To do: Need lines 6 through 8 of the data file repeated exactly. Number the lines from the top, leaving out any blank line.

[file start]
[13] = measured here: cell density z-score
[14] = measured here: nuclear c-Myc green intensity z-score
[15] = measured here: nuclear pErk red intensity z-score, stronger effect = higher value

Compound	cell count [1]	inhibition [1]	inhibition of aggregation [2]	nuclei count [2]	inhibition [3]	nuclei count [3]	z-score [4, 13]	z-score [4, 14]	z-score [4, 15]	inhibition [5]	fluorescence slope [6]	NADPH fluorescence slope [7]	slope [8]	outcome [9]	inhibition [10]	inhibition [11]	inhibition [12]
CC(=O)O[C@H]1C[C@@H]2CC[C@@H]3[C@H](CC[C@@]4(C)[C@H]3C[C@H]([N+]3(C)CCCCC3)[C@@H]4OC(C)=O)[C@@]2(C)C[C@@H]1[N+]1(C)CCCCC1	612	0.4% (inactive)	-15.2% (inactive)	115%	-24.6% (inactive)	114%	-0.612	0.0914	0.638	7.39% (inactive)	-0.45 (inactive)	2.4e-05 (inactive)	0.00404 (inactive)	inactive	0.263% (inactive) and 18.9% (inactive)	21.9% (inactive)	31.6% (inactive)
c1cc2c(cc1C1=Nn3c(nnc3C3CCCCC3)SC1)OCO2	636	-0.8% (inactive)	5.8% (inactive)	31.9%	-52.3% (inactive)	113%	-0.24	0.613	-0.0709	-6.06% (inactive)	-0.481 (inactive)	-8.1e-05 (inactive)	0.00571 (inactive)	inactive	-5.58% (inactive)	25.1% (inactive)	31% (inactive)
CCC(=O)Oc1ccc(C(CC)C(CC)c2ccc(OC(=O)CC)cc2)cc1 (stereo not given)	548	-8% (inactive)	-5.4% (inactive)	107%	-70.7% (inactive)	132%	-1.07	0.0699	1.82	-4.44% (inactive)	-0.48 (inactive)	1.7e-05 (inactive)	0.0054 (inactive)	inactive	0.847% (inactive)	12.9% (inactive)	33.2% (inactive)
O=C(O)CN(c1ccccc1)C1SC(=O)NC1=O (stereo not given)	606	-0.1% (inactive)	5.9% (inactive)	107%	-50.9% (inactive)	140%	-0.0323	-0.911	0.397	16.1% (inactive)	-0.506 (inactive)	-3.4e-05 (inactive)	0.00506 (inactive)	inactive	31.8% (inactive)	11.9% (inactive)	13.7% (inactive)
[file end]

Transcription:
c1cc2c(cc1C1=Nn3c(nnc3C3CCCCC3)SC1)OCO2	636	-0.8% (inactive)	5.8% (inactive)	31.9%	-52.3% (inactive)	113%	-0.24	0.613	-0.0709	-6.06% (inactive)	-0.481 (inactive)	-8.1e-05 (inactive)	0.00571 (inactive)	inactive	-5.58% (inactive)	25.1% (inactive)	31% (inactive)
CCC(=O)Oc1ccc(C(CC)C(CC)c2ccc(OC(=O)CC)cc2)cc1 (stereo not given)	548	-8% (inactive)	-5.4% (inactive)	107%	-70.7% (inactive)	132%	-1.07	0.0699	1.82	-4.44% (inactive)	-0.48 (inactive)	1.7e-05 (inactive)	0.0054 (inactive)	inactive	0.847% (inactive)	12.9% (inactive)	33.2% (inactive)
O=C(O)CN(c1ccccc1)C1SC(=O)NC1=O (stereo not given)	606	-0.1% (inactive)	5.9% (inactive)	107%	-50.9% (inactive)	140%	-0.0323	-0.911	0.397	16.1% (inactive)	-0.506 (inactive)	-3.4e-05 (inactive)	0.00506 (inactive)	inactive	31.8% (inactive)	11.9% (inactive)	13.7% (inactive)